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Kasama development targets tourists

Posted 6 November 2019 · Add Comment

Kasama Airport in Zambia’s Northern Province is being upgraded as the country prepares to develop the northern tourism circuit. Humphrey Nkonde reports.

Experts believe that visitors from Europe and other parts of the world spend less time in the wider Zambia region because tourism is concentrated in Livingstone, the seat for the Victoria Falls.
Now the Zambian Government is in the process of placing Kasama Airport, a provincial aerodrome, into the hands of the Zambia Airports Corporation Limited (ZACL).
ZACL is already the custodian of the four international airports and now its remit will be extended to Kasama Airport, as well as other provincial aerodromes.
Zambia’s international airports are Kenneth Kaunda in Lusaka, Simon Mwansa Kapwepwe in Ndola, Mfuwe near South Luangwa Game Park and Harry Mwanga Nkumbula in Livingstone.
What is now Kasama Airport was built by the British colonial government during World War I as an air base to defend its territory of Northern Rhodesia, now Zambia, but it was mainly used by active squadrons during World War II.
That was done to deter Germany, which had established neighbouring Germany East Africa, presently Tanzania, in the northern part of present-day Zambia.
Even to this day, Nissen huts give Kasama Airport a vintage look – a preservation that has been made to show the historic heritage of the landing facility that started as a military aviation facility.
The air base was turned into a civil aviation facility after Northern Rhodesia gained political independence from Britain on October 24, 1964.
For the past 100 years, aircraft that have used the facility have landed and taken off using a gravel runway.
Now the Zambian Government has engaged Chinese company, Anhui Shui’an Construction Group, to construct a 45m x 2.8km bituminous runway at an estimated cost of $11,000.
Initially the runway was 4.6km, but the distance has been reduced to 2.8km so that funds, obtained through aid financing from China, can be used to construct a control tower.
The bituminous runway will be parallel to old gravel one and the land where it is to be built has been cleared and the soil compacted to pave the way for surfacing.
Kasama Airport manager, Raphael Sakala, said the Chinese company was expected to complete the runway next year.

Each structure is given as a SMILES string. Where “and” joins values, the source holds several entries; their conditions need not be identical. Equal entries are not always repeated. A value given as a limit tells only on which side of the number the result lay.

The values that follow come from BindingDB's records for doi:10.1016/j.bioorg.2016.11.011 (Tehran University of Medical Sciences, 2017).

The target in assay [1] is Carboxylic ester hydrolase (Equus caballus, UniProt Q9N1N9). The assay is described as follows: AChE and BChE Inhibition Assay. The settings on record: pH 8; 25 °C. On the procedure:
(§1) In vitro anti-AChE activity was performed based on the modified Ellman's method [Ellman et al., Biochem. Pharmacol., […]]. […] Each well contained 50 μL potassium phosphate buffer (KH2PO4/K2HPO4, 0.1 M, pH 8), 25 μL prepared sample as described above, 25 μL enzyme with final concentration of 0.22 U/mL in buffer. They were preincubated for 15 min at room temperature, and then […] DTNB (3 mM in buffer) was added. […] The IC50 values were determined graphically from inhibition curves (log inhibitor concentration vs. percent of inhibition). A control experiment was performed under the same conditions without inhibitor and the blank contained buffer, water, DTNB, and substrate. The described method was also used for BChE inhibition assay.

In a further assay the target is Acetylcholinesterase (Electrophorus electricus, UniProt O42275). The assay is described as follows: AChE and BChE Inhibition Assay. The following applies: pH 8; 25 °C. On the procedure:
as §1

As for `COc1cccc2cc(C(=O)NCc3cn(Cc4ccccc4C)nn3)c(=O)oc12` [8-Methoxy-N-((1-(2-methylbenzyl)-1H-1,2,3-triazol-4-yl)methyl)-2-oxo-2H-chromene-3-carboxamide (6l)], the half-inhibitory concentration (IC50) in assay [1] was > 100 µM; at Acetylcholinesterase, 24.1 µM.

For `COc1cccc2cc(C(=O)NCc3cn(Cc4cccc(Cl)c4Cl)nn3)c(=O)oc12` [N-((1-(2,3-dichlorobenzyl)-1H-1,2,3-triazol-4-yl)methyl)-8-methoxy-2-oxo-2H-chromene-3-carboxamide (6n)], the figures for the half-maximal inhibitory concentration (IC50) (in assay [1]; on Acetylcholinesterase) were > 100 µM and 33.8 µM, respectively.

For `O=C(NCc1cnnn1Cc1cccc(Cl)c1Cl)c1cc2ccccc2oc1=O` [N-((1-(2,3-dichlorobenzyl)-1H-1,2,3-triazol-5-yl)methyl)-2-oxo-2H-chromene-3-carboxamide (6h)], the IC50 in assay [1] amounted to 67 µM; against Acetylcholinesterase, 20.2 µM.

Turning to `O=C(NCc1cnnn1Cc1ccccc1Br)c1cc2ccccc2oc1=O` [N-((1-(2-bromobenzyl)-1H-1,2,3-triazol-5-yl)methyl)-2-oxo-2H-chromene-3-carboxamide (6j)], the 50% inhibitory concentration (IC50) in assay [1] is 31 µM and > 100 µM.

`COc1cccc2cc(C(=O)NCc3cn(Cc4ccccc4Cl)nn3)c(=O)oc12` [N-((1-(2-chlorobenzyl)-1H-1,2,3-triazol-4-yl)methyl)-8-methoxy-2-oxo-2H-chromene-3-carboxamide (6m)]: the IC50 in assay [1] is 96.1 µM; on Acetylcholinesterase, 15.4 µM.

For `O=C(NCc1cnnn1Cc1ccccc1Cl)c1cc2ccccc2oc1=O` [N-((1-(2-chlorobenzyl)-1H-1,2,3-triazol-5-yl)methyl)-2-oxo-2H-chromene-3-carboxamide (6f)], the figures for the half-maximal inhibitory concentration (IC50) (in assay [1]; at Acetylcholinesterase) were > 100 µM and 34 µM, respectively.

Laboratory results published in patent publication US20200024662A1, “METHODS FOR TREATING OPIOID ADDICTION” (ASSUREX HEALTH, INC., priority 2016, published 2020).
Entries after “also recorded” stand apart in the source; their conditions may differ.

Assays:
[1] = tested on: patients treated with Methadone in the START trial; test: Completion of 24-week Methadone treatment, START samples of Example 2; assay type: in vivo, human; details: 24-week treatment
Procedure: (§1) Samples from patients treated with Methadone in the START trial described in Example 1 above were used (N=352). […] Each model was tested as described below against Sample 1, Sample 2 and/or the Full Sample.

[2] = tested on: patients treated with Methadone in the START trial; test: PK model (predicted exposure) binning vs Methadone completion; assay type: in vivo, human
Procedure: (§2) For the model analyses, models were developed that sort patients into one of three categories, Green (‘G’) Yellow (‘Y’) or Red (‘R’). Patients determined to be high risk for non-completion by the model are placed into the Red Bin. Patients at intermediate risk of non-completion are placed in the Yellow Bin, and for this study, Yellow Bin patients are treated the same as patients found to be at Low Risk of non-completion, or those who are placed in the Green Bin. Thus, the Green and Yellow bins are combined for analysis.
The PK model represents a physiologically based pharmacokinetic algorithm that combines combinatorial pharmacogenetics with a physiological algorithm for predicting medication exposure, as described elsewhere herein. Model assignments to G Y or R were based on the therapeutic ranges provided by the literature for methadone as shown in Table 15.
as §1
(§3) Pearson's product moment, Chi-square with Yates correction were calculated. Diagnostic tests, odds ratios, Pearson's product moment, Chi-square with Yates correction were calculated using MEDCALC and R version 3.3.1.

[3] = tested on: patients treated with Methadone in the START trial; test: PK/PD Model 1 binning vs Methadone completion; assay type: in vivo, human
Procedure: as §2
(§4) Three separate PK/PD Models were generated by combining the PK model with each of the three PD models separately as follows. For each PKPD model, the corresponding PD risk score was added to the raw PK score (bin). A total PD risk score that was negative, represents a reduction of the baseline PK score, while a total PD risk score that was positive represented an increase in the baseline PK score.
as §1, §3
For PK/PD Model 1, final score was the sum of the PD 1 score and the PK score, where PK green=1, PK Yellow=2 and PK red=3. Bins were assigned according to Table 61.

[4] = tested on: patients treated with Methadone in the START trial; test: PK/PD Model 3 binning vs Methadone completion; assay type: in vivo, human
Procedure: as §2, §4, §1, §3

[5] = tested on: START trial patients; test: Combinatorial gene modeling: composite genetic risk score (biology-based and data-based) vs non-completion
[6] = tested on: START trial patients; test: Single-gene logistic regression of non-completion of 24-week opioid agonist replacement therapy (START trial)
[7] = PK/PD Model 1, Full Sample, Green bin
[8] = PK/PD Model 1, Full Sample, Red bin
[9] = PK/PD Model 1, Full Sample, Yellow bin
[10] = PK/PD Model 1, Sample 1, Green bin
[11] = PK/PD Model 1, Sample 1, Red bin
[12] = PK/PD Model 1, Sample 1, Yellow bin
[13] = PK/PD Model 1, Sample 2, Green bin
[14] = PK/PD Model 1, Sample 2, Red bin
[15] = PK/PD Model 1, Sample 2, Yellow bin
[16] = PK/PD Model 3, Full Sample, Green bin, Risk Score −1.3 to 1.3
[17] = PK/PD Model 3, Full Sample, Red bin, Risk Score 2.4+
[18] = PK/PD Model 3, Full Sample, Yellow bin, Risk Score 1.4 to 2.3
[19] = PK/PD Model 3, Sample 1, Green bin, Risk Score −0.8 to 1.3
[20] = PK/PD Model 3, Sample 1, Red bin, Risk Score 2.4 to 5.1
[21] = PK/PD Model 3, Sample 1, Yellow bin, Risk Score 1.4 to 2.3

“It would have been completed this year but the contractor has not received the funds yet,” Sakala said. “All the series of the Boeing aircraft and other larger planes would be able to land at Kasama once the bituminous runway has been completed.”
There are plans to turn the old unpaved runways into aircraft taxiways once the new bituminous section has been completed.
Other plans include building a modern control tower midway up the new runway so that air traffic controllers can have a 360-degree view of the airport.
Kasama Airport was one of the local destinations for the defunct state-run Zambia Airways, until the carrier was liquidated by President Fredrick Chiluba’s government in 1994.
Chiluba’s administration decided to transfer an earlier fuel depot, which was run by British Petroleum (BP) Air, to the Zambia Air Force after Zambia Airways was liquidated.
At the time of writing, ZACL was in the process of selecting an aviation fuel supplier to Kasama Airport.
Meanwhile, a local contractor has erected a new terminal building with lounges for local and international passengers, as well as another one for the president or other VIPs.
The terminal building houses offices for airport management, the customs department of the Zambia Revenue Authority, immigration and customs, and ProFlight Zambia, the country’s leading private airline.
Although Kasama is not yet being serviced by large aircraft, it has three Titan 4x4 fire (foam) tenders, a Land Rover Defender fire fighter and an ambulance.
Kasama Airport is strategically located between South Africa and east Africa and can be used as a stop-over for aircraft between air hubs in the two regions.
“It is being upgraded because it is the main international entry and exit in the Northern Province,” Sakala said. “This region has potential for tourism.”
Some of the tourist attractions include Lumangwe Falls, the second largest after the Victoria Falls, Kalambo Falls, the highest of all the falls in the country, and Lake Tanganyika, which forms part of the boundary with Tanzania.
Future developments at the airport would include establishing a fire and rescue station, given that the department is accommodated in an open-air facility.
 

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